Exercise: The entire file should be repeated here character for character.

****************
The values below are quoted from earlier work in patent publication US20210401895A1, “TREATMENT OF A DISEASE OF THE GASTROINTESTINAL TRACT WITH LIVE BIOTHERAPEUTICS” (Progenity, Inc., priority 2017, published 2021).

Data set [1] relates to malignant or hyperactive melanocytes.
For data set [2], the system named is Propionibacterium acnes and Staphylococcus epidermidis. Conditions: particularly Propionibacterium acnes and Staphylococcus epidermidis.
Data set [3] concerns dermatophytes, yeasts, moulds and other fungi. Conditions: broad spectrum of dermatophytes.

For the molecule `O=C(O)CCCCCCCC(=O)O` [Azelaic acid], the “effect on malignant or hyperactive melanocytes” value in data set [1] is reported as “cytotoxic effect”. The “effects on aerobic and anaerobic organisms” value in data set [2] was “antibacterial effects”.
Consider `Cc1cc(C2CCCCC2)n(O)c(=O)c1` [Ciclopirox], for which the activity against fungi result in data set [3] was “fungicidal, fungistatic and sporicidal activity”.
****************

The values below are quoted from earlier work in patent publication US20210401895A1, “TREATMENT OF A DISEASE OF THE GASTROINTESTINAL TRACT WITH LIVE BIOTHERAPEUTICS” (Progenity, Inc., priority 2017, published 2021).

Data set [1] relates to malignant or hyperactive melanocytes.
For data set [2], the system named is Propionibacterium acnes and Staphylococcus epidermidis. Conditions: particularly Propionibacterium acnes and Staphylococcus epidermidis.
Data set [3] concerns dermatophytes, yeasts, moulds and other fungi. Conditions: broad spectrum of dermatophytes.

For the molecule `O=C(O)CCCCCCCC(=O)O` [Azelaic acid], the “effect on malignant or hyperactive melanocytes” value in data set [1] is reported as “cytotoxic effect”. The “effects on aerobic and anaerobic organisms” value in data set [2] was “antibacterial effects”.
Consider `Cc1cc(C2CCCCC2)n(O)c(=O)c1` [Ciclopirox], for which the activity against fungi result in data set [3] was “fungicidal, fungistatic and sporicidal activity”.